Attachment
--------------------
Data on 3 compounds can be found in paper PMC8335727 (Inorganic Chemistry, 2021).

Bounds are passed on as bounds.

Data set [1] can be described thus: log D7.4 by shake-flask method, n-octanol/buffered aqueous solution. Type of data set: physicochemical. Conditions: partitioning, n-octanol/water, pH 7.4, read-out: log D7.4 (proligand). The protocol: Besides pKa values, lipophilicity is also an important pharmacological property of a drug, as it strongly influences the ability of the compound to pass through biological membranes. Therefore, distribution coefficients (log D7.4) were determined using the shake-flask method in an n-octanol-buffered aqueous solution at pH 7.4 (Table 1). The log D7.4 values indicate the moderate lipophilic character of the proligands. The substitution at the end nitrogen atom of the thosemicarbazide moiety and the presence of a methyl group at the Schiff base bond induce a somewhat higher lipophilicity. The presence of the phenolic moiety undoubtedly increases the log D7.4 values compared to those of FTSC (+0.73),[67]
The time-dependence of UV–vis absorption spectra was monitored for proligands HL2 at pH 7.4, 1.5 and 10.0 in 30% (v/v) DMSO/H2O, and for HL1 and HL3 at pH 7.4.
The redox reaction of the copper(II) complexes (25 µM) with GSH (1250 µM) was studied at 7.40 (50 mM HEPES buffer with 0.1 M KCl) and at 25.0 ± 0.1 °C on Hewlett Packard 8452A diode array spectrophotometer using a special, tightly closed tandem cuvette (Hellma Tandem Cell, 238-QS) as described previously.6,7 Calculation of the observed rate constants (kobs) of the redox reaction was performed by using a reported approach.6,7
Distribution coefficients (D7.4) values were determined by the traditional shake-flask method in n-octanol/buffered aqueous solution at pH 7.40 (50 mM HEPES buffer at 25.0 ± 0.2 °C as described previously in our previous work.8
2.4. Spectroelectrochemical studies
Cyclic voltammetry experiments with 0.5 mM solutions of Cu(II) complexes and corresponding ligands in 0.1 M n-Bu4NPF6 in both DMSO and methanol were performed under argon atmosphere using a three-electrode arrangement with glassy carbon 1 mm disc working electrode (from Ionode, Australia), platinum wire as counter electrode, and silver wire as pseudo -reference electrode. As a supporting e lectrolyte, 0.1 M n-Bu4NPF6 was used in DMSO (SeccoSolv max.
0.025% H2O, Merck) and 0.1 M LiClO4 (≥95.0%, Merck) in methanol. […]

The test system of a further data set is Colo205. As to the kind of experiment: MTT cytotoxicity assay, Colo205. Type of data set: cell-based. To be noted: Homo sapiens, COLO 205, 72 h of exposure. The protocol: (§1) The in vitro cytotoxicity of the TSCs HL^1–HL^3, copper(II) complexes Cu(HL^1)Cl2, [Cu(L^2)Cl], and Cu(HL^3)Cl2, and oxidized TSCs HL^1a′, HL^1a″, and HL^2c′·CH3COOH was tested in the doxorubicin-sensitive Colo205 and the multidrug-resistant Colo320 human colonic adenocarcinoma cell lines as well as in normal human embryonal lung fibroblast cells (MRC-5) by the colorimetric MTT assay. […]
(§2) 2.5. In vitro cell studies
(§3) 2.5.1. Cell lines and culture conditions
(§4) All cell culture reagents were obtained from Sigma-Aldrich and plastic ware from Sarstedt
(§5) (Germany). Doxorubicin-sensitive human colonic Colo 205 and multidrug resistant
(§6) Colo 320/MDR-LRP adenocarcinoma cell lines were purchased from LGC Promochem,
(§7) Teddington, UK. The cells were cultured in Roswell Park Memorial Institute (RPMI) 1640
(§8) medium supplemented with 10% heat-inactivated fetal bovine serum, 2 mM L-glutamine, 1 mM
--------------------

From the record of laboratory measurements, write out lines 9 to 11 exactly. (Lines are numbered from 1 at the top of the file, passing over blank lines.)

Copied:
0.025% H2O, Merck) and 0.1 M LiClO4 (≥95.0%, Merck) in methanol. […]

The test system of a further data set is Colo205. As to the kind of experiment: MTT cytotoxicity assay, Colo205. Type of data set: cell-based. To be noted: Homo sapiens, COLO 205, 72 h of exposure. The protocol: (§1) The in vitro cytotoxicity of the TSCs HL^1–HL^3, copper(II) complexes Cu(HL^1)Cl2, [Cu(L^2)Cl], and Cu(HL^3)Cl2, and oxidized TSCs HL^1a′, HL^1a″, and HL^2c′·CH3COOH was tested in the doxorubicin-sensitive Colo205 and the multidrug-resistant Colo320 human colonic adenocarcinoma cell lines as well as in normal human embryonal lung fibroblast cells (MRC-5) by the colorimetric MTT assay. […]
(§2) 2.5. In vitro cell studies